Sport on Saturdays: The Aussie athlete who conquers mountains for a living.

Nat Segal. Photo by Brian Parcells
Nat Segal. Photo by Brian Parcells

You have to be a little bit crazy to do what Nat Segal does every day.

She’s a 26-year-old Australian big mountain skier that spends most of her days throwing herself down enormous mountains and, well, hoping for the best.

Nat started her skiing career at the ripe old age of two. She comes from a family that’s very into the snow (her sister is Anna Segal, Aussie Winter Olympian that placed fourth in the ski slopestyle event this year) and pursued freestyle, mogul, downhill and freeride skiing for many years, before starting to compete in international big mountain competitions.

For those who are unfamiliar with skiing terms and want to become a bit of a ski expert in less than five minutes (well, we are launching right into winter):

Downhill skiing is what your average skier does when they go skiing; go up the hill on a lift, come back down the hill on a run. Sometimes really quickly.

Freestyle skiing is the tricks that are done off man-made features at the snow, such as rails, boxes and jumps.

Mogul skiing is the skiing over bumps that have been formed in the snow.

Freeride skiing is what is involved when you ski the whole mountain and use the natural features to do tricks and jumps. It’s a case of navigating the natural terrain that hasn’t been moved around by humans.


Nat is a freeride skier and travels constantly between the northern and southern hemisphere winters, chasing competitions on the Freeride World Qualifying Tours so she can qualify for the world tour. She’s incredibly talented, ridiculously busy and has kicked off some incredible projects all over the world just in the last few months – many of which are aimed at trying to get more girls into the sport.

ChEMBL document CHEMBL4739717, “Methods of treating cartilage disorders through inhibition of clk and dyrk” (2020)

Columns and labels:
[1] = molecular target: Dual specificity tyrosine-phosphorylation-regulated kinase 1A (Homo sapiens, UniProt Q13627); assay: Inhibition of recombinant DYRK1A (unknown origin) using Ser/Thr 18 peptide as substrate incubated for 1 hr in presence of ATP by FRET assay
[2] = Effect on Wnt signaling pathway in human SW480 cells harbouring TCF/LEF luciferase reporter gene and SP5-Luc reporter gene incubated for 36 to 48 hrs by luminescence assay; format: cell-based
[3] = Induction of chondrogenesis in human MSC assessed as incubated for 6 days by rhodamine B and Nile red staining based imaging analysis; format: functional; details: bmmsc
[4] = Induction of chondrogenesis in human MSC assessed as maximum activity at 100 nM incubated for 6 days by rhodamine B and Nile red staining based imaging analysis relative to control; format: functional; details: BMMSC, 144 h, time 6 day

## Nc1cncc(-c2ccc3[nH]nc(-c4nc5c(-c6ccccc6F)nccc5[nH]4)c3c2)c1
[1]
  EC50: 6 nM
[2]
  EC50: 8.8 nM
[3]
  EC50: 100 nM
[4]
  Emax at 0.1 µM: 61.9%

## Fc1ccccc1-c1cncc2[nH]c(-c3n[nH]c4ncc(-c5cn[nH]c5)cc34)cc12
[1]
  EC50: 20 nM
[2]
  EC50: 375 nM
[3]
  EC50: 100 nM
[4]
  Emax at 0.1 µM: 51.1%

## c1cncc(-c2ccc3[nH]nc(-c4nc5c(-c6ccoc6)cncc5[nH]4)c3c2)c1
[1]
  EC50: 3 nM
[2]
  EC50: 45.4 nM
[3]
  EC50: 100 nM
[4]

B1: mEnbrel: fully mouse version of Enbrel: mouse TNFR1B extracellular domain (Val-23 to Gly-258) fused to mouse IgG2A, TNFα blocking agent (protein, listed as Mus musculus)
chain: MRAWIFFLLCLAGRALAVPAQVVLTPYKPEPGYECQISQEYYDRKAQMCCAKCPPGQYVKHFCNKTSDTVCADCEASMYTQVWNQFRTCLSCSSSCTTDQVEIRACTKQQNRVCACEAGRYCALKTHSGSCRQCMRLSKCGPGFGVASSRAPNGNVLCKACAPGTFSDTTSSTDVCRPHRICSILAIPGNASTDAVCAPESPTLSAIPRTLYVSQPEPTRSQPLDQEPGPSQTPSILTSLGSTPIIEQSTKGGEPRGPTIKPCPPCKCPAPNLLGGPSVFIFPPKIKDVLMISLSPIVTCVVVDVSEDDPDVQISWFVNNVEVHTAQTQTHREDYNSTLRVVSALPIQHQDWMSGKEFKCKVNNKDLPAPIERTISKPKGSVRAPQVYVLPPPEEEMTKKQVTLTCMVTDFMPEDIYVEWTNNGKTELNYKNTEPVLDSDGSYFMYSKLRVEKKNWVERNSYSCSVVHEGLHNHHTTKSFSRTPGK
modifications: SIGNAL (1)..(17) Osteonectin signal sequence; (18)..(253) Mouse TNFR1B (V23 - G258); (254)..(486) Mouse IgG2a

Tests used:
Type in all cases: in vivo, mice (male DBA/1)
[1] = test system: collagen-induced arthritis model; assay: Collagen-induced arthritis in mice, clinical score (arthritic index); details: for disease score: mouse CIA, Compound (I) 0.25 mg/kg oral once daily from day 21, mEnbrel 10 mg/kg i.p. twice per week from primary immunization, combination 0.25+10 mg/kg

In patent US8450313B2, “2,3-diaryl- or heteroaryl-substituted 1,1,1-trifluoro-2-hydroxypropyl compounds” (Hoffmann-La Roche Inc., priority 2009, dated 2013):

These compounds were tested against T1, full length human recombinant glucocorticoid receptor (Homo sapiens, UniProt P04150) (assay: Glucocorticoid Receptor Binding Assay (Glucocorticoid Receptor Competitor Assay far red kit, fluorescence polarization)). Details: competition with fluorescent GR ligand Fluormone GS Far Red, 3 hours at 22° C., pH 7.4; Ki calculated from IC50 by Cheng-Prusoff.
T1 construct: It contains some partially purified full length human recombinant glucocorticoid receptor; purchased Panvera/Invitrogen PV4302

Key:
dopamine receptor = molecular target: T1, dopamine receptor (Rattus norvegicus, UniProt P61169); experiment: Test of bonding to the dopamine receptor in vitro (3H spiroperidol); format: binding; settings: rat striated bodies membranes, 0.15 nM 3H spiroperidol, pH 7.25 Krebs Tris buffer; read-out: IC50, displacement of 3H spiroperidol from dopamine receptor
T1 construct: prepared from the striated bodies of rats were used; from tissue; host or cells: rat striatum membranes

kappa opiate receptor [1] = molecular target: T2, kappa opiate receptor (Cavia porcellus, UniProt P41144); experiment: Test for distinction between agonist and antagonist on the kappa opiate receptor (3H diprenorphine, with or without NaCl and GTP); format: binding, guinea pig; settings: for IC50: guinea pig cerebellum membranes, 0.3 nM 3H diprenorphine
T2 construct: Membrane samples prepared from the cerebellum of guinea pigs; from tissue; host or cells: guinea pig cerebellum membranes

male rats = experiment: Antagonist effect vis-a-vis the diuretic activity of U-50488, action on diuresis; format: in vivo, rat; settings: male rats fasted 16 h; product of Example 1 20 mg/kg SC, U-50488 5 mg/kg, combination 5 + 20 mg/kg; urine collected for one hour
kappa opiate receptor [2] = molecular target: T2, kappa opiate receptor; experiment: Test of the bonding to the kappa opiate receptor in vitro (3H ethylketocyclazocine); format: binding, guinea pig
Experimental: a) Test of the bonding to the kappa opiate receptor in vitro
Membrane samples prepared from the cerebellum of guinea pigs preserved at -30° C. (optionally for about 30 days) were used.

I had a chat to her to find out what she’s been doing for the last six months:

I went back to America in November and I spent two months training in Jackson Hole in the USA. From there, I went to Europe, where I was working on a photo shoot. And from there I went into a European ski film, called Shades of Winter. It’s an all-girls ski film, so we were in Japan for 2.5 weeks filming with myself and three other female skiers.

I competed in the events in Europe that were Freeride competitions, and I went to Sochi to watch my sister Anna compete in the Winter Olympic Games. It was mind-boggling, just walking around the Olympic village.

I then travelled to America to take part in another qualifying event in America and won that one, it was the highest-ranking qualifying event. And then two days later I got on a plane to Iceland to start an expedition to sail between Iceland and Greenland and ski the ascents. We then flew back to Iceland and then went straight to Norway for another competition.

Iceland was pretty incredible. We went with the hopes of skiing first ascents and also seeing what’s happening, environmentally, around Greenland. We’re an all-female team so we also wanted to create a lot of content that can inspire other women to get involved in the sport and look outside the general recreational box you live in and try something new. Because that’s exactly what we did. So in terms of exploring new terrain and having new adventures, it was incredible.